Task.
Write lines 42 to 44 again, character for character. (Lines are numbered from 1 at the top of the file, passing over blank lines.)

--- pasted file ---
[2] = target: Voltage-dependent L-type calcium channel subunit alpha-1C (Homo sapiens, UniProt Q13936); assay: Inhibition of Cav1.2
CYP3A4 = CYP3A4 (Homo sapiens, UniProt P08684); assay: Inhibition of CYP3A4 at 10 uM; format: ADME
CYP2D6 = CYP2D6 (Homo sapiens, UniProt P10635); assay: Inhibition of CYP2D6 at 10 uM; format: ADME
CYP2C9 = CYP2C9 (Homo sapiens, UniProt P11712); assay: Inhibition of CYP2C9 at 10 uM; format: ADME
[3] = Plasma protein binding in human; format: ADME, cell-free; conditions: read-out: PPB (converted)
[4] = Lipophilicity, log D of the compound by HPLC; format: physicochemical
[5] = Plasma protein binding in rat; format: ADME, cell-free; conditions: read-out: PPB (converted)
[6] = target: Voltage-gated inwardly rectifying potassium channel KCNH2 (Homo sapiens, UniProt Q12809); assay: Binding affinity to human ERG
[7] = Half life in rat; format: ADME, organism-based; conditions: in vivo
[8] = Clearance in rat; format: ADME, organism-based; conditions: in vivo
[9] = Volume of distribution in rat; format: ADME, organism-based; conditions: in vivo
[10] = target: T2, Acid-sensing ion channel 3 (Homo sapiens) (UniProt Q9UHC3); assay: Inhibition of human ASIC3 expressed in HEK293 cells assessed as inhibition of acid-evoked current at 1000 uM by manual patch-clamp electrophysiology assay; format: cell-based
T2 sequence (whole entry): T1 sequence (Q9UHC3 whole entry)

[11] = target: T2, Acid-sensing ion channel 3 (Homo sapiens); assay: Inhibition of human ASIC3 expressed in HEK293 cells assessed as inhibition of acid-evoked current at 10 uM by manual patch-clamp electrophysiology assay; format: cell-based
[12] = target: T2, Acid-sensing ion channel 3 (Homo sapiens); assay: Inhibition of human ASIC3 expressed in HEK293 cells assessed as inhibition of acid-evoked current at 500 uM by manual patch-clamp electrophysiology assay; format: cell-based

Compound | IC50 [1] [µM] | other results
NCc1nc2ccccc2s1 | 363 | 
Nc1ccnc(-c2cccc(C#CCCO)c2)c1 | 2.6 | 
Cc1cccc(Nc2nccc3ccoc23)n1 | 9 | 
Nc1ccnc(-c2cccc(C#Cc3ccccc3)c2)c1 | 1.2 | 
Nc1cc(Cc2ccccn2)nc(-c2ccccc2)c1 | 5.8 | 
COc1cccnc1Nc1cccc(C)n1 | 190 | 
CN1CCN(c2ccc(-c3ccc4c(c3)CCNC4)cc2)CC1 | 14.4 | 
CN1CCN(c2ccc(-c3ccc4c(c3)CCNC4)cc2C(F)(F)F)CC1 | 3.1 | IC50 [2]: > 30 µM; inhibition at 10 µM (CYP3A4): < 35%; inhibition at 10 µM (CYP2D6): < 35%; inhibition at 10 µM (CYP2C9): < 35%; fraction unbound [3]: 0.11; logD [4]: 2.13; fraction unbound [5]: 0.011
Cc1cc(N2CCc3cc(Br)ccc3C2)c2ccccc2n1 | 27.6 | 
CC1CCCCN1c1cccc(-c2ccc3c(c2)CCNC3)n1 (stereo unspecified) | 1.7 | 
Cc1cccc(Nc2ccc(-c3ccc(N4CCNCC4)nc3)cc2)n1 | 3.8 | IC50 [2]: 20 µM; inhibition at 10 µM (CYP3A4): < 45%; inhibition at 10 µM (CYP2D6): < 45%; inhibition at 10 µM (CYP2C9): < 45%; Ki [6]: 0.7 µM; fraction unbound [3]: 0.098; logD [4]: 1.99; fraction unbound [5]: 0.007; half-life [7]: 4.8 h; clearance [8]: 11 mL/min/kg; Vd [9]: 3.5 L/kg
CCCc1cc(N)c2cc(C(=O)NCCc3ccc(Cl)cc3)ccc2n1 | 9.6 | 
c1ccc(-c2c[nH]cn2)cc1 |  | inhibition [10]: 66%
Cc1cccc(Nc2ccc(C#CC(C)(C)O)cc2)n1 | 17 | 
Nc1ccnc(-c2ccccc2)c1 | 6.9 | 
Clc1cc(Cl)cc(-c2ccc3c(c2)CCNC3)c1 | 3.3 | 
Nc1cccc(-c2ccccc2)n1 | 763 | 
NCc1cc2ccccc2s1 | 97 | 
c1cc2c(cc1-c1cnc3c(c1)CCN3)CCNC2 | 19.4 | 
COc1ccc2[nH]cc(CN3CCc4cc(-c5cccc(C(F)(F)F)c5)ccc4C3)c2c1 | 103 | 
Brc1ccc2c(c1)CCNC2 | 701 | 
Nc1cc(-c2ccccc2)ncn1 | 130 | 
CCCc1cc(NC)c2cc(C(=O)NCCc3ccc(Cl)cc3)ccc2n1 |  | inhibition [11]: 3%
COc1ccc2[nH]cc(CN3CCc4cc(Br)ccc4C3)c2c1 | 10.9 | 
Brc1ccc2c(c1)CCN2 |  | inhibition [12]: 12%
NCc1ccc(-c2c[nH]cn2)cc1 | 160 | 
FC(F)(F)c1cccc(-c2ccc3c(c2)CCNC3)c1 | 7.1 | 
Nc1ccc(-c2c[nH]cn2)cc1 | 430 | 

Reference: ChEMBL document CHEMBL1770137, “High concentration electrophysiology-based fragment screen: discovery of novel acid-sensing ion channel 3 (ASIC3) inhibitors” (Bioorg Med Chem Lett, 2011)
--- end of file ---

NCc1ccc(-c2c[nH]cn2)cc1 | 160 | 
FC(F)(F)c1cccc(-c2ccc3c(c2)CCNC3)c1 | 7.1 | 
Nc1ccc(-c2c[nH]cn2)cc1 | 430 | 